Auburn's Burning Questions: No. 4 - Where will the pass rush come from?
Several questions abound as the Auburn Tigers begin their quest to become the first team to repeat as SEC Champions since 1998. Leading up to the first day of fall practice on Aug. 1, Saturday Down South will examine the 10 burning questions the Tigers face in their quest to win back-to-back SEC Championships.
Auburn’s burning questions:
- No. 10: How reliable will the kicking game be?
- No. 9: How will Tigers handle success/off-the-field issues?
- No. 8: Who will be the biggest surprise?
- No. 7: What does the addition of Duke Williams mean?
- No. 6: Can Nick Marshall thrive in balanced offense?
- No. 5: How much can the secondary improve?
- No. 4: Where will the pass rush push come from?
The outlook for Auburn’s defensive line took a dramatic change when head coach Gus Malzahn made his open statement at SEC Media Days in Hoover. What the Tigers feared the most had come to fruition: sophomore defensive end Carl Lawson tore the ACL in his left knee during spring practice.
Depending on the speed of his recovery, Lawson might be available to play the last three or four games of the season. Is it worth it for him to play? Depending on how the season unfolds and how well or how poorly the defensive line is doing could determine what the coaching staff decides. Rushing him back would be a bad move. Do they redshirt Lawson or not?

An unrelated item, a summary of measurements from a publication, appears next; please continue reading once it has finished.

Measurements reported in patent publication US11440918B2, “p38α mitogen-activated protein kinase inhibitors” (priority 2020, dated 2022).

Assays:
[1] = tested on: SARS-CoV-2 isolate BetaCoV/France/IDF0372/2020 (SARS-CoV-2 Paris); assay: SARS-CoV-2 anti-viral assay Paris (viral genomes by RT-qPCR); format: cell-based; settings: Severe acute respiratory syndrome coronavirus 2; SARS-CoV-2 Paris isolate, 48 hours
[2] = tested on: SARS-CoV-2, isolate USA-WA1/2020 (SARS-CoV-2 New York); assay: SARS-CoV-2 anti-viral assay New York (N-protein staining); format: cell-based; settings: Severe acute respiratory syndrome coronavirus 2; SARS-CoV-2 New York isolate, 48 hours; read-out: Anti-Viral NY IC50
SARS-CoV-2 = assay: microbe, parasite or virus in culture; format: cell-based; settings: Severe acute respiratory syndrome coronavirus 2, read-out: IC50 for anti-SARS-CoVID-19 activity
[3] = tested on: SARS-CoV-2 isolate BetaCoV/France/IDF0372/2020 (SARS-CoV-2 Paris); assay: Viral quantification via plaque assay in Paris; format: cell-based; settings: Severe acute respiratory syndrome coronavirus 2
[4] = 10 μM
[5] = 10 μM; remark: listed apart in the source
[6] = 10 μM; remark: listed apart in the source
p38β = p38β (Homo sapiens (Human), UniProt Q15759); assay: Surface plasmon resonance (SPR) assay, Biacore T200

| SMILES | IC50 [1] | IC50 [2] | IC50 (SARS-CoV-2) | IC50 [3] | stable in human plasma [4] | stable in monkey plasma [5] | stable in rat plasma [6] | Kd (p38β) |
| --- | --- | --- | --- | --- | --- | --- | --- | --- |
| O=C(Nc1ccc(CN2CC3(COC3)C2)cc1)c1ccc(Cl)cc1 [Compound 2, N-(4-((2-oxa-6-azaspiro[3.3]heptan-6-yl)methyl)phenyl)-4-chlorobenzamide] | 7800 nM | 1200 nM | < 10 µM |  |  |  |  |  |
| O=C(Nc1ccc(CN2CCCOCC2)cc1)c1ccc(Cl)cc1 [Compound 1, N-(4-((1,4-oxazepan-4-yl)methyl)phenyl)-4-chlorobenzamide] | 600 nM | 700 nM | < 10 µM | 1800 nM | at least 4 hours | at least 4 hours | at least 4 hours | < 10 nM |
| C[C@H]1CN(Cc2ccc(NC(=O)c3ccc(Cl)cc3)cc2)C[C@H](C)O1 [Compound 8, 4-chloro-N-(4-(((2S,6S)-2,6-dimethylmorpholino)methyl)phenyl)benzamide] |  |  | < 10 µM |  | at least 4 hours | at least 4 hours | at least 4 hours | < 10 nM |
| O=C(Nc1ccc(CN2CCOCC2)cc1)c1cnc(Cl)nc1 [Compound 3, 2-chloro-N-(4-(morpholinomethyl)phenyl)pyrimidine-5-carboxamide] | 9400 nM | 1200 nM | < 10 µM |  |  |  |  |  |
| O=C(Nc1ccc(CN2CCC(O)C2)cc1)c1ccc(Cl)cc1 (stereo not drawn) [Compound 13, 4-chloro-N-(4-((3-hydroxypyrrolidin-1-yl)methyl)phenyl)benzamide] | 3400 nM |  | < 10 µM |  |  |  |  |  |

Lawson’s coming-out party came against Ole Miss last year. The then-freshman record six tackles including two sacks in the Tigers 30-22 win over the Rebels. Despite not starting one game in 2013, Lawson had the second-most sacks on the team. Lawson became the heir apparent to replace Dee Ford, the 23rd overall selection in April’s NFL Draft, as the Auburn’s next pass-rusher. Of the 32 sacks the Tigers posted in 2013, nearly one-third of them (10.5), came from Ford.
With Ford playing on Sundays and Lawson on the shelf, defensive line coach Rodney Garner will turn to a mix of seasoned veterans and talented sophomores to get to the quarterback tis season. All is not lost; not at all. Last year Garner mixed up the defensive front with multiple substitutions. Because of depth and experience returning, the Tigers don’t have to have a Dee Ford type of year from one lineman. Of course it would be welcome but as long as there are several linemen getting to the quarterback on a consistent basis, a collective replacement of Ford’s productive is just fine.
Senior LaDarius Owens seems to be the obvious choice to take over the end spot vacated by Lawson. Owens started 12 games last year and had 2.5 sacks along with 11 quarterback hurries. Another senior, Gabe Wright, gives Garner options. Wright can lineup in his more comfortable tackle position but can flash to the outside and play end as well. Wright’s 31 tackles last season were highlighted by 8.5 of them being for a loss. Look for Wright to add a speed-rush aspect to his game after losing 12 pounds during the offseason.
Owens, off the edge, and Wright, from the middle, need to provide a consistent pass rush. If they are getting to the quarterback, they’ll draw double-teams which will provide opportunities for the two sophomores: tackle Montravius Adams and end Elijah Daniels. These two ooze with talent. Adams, in particular, had a tremendous spring. At 306 pounds, Adams is a load. He is 22 pounds heavier than the next biggest lineman, Wright at 284 pounds. But don’t let that size fool you. Adams is extremely quick off the ball and should be a handful for offensive lineman. Daniels, who played in all 14 games last season, showed he could get to the quarterback. He recorded 2.5 sacks while registering 11 quarterback hurries. in 2013. Both sophomores need to seize the opportunity in front of them.